Enforcement increased at Kern County off-road parks

Enforcement increased at Kern County off-road parks »Play Video
Thousands of off road enthusiasts have descended upon Kern County's off road parks this holiday weekend.

In response, authorities headed to the dirt to make sure people are playing by the rules. Eyewitness News went along with the special task force and shows us how they keep thrill seeker's safe while enjoying the dusty terrain.

The Thanksgiving weekend is one of the busiest times of the year in eastern Kern County at the off road vehicle parks, the Kern County Fire Department, Bureau of Land Management and the Kern County Sheriffs Department have teamed up to patrol the area all weekend long.

Every year the population of an otherwise abandoned desert rises into the thousands. There are several different parks to enjoy, and with so many people and so much land it's a big job to keep the area safe.

Kern County Sheriff's Sergeant T.J. O'Larry has been on duty at the park for the past day and a half, he says so far they've had more than 6 accidents, and expect half a dozen more.

O'Larry says the most common cause for accidents is reckless driving so, Sheriff's units are paroling the area on quad runners, four wheel drive trucks and they even an eye in the sky.

O'Larry tells Eyewitness News that they have an air unit to give air support, he says they sometimes find people have knocked down fences and gotten into restricted areas.

The Bureau of Land Management is responsible for almost 70,000 acres of wilderness allotted for off road use, the Kern County Fire Department steps in with the Sheriff's Department at busy times to assist the BLM as one big team.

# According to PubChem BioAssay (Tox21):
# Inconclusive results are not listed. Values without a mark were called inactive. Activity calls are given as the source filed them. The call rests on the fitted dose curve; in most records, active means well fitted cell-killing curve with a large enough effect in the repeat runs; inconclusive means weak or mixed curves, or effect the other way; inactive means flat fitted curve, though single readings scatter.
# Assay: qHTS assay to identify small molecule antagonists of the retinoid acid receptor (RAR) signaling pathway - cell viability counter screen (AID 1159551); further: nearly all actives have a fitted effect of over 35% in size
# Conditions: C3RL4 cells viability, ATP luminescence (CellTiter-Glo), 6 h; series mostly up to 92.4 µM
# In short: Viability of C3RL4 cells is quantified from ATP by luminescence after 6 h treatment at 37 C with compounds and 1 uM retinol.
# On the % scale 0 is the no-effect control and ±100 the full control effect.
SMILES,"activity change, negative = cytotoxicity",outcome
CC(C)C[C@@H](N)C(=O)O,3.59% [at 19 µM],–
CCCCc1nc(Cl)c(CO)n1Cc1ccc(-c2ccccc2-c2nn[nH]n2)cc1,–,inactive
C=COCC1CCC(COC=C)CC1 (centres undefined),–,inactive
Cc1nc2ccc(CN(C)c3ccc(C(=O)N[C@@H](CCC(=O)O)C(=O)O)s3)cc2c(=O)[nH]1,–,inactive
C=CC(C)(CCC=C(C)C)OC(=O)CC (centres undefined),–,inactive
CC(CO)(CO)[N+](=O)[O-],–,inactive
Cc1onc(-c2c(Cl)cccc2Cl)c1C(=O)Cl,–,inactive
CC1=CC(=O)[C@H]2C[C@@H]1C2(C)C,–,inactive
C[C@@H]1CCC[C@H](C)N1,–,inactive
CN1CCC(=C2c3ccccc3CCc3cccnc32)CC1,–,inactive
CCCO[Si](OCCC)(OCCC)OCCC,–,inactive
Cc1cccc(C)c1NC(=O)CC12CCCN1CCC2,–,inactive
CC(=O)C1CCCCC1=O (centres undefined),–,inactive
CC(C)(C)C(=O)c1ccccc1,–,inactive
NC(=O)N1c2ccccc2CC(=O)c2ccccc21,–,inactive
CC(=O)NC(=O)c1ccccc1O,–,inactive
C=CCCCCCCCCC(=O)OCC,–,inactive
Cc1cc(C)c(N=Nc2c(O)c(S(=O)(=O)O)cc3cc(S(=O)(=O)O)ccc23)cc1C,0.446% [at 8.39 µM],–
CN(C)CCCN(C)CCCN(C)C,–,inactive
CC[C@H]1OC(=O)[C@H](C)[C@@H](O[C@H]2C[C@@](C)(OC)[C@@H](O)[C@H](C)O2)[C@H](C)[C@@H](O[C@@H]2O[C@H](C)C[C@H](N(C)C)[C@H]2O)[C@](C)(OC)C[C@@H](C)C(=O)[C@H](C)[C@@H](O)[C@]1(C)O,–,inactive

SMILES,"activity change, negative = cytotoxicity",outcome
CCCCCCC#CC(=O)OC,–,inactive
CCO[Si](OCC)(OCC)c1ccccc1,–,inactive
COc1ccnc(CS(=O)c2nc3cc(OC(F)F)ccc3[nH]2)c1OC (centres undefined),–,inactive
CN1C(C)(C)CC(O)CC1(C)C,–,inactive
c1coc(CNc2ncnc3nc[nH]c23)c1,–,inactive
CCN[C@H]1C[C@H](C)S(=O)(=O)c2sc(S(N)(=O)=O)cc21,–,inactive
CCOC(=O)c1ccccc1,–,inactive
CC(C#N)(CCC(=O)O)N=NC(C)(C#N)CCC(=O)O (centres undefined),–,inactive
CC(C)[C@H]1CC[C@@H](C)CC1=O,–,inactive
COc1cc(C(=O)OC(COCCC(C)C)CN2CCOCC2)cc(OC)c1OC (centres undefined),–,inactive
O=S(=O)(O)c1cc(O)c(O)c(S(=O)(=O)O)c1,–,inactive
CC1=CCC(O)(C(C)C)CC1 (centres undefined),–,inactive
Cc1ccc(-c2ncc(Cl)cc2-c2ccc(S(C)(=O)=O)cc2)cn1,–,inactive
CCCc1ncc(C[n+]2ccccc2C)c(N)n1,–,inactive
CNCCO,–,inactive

While Eyewitness News was with the team at the Dove Springs Park, the task force got a call ... an injured female complaining of pain in Jawbone Canyon.

Kern County Fire Captain John King told us "We had a 16 year old female who was riding a motorcycle and crashed and fell on the ground and she had a right broken clavicle or collarbone."

Fire fighters and paramedics say the girl will be fine, and that her injury is the most common kind while riding bikes or ATVs.

But King says being careful can save lives. He advises to "Be very careful, know where they are at on the trail, it's just like being on a highway stay to the right, if everyone stays to the right they'll be safe, but you don't want to ride beyond your means because that's where people get in trouble."

The off-road task force says they'll do everything they can to keep people safe, but reminds riders to take extra precautions like wearing protective clothing, goggles, gloves and a helmet.